The Conference, held at The Sawmill, Tyntesfield, on a mild spring day, was attended by 17 delegates from six counties.
The first speaker, Shaun Cheeseman, the Healthy Schools Co-ordinator for North Somerset, outlined how the Healthy Schools Programme was a Government funded national initiative that started in 2000. Sadly the funding ceases later this year. The scheme resulted in a range of
cross curriculum benefits. In addition, OFSTED were keen to look at the extent to which pupils in schools adopted healthy lifestyles and the setting up and running of Gardening Clubs was a useful way to gain the evidence.
The Healthy Schools Plus programme, a further initiative, was introduced as a pilot scheme in the south west. Under this scheme, schools set their own targets and decided on their outcomes.
Other initiatives that are available to schools include The Soil Association’s Food for Life programme which has helped to bring about a change of thinking in the provision and content of school meals. The criteria necessary to achieve this award are organised into bronze, silver and gold awards. A local initiative is the Green Champions School whereby representatives from schools in North Somerset and the local education authority are working together. Examples of various initiatives in local schools were given and illustrated how teachers, pupils and parents have worked together to create vegetable gardens and outdoor classrooms.
The second speaker, Janet Lamb, Deputy Head of Yatton Infant School and Year 5 teacher, described the difficulties that often beset schools when trying to set up gardens. The Centenary Garden at the school had been designed and created by the pupils. A ‘Bring a Bulb’ day, requests for spare shrubs and plants, and seeking sponsorship ensured the establishment of this garden.
Sadly for all concerned, the garden was subsequently built over but, within the last few years, a new garden has been designed and created by the pupils. Close links have been fostered with the local Horticultural Society which has resulted in a supply of plants and advice to the school. Unfortunately, the garden has recently been vandalised and so work has to begin again on recreating the garden.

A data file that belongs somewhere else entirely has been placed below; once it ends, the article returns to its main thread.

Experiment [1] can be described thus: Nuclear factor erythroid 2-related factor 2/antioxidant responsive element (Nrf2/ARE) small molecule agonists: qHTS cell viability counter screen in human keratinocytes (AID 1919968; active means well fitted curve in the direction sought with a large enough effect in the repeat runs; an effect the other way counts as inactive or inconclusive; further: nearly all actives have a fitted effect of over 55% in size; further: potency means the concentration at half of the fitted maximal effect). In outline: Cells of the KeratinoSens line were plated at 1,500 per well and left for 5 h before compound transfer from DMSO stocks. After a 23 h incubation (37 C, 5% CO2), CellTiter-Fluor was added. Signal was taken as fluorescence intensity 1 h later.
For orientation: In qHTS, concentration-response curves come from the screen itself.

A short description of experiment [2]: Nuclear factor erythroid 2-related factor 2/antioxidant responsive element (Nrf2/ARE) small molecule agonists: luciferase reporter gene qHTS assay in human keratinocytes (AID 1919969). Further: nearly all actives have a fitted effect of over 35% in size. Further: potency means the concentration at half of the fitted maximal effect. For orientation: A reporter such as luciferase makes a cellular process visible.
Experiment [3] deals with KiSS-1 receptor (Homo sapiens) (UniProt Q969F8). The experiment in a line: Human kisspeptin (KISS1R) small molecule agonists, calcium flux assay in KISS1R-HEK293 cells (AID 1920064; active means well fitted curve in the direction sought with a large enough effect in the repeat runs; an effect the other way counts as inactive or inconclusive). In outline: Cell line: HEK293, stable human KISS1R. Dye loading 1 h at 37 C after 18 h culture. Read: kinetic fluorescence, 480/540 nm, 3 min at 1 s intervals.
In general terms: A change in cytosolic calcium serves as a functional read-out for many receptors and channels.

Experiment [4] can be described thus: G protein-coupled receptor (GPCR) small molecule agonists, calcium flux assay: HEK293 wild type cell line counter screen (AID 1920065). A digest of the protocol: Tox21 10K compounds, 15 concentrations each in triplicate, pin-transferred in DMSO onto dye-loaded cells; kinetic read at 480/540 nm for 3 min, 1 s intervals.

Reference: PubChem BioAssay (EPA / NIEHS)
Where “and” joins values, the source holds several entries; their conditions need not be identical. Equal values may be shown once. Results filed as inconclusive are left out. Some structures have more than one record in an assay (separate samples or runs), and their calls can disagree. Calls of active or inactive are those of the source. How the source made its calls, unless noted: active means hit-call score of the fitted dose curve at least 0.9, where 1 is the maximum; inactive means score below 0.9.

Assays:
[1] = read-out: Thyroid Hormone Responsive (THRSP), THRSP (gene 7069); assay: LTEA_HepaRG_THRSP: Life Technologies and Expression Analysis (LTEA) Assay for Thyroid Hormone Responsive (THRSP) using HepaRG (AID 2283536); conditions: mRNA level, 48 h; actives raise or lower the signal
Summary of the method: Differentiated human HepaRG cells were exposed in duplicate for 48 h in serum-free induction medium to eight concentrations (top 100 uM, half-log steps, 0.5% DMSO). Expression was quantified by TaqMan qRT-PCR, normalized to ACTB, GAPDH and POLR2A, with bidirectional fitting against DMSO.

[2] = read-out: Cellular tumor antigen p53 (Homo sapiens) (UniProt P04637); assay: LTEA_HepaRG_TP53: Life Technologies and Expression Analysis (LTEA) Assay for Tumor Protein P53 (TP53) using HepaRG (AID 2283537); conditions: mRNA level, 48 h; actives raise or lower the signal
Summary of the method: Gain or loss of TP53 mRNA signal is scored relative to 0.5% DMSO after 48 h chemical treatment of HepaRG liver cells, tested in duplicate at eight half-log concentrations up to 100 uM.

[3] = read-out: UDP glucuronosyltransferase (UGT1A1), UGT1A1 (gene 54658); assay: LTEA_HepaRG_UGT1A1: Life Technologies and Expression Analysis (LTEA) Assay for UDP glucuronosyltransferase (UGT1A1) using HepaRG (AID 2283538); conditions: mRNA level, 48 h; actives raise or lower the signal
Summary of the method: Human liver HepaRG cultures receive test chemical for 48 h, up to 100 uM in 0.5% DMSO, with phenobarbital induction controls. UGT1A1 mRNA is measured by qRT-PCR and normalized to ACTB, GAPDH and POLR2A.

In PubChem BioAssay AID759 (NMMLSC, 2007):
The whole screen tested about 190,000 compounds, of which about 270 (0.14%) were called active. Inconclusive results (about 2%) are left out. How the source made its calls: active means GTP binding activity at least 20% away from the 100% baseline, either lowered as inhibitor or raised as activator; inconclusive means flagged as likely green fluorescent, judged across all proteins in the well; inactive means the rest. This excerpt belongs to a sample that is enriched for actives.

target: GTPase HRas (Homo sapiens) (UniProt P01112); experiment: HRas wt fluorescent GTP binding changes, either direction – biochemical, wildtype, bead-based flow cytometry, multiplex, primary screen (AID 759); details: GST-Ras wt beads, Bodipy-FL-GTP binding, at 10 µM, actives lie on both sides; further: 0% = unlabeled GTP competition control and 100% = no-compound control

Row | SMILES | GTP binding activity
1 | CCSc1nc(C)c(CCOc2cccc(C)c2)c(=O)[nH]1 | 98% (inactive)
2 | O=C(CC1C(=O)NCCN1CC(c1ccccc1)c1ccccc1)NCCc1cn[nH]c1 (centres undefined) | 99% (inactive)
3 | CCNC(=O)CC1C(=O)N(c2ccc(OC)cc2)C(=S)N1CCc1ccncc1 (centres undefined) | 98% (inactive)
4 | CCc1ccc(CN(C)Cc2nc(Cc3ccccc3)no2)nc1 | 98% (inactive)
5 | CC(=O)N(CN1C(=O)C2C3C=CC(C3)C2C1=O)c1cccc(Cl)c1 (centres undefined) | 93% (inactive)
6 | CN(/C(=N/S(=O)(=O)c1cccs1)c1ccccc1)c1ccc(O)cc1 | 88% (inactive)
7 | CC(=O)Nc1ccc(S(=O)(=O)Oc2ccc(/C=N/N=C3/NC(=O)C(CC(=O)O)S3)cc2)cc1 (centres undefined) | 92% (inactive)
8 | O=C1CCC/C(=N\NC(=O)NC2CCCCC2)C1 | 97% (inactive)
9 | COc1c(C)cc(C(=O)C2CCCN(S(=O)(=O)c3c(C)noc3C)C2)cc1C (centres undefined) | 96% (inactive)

Our afternoon talk was by Annabel Smith and Katy Laidlaw who are involved with supporting and delivering educational activities for the National Trust at Tyntesfield. They described the Guardianship Scheme, started in 1989, whereby the NT works in partnership with local schools. Under this scheme a school takes ownership of one area on a NT property. At Tyntesfield, this has been the kitchen garden and pupils come in on a regular basis to cultivate and care for their crops. Other education initiatives for schools were described, including the Digital Photography project, Plant Hunters/Mini Beasts and Creative Writing inspired by the Gardens.
The session finished with a couple of practical activities to help illustrate what the NT offers. Delegates went into the Rose Garden to take photographs that conveyed the spirit of Tyntesfield. Also, we were asked to write haiku poems which again reflected the mood of the Victorian estate and which was part of the NT Creative Writing scheme.
Juliet Wilmot chaired the discussion period that centred on an exchange of information on education matters within the respective county gardens trusts.
Finally, thanks to Lesley Gallant, Wendy Pollard, Mike Huggett and Alan Kempton, all of whom helped make the day a success.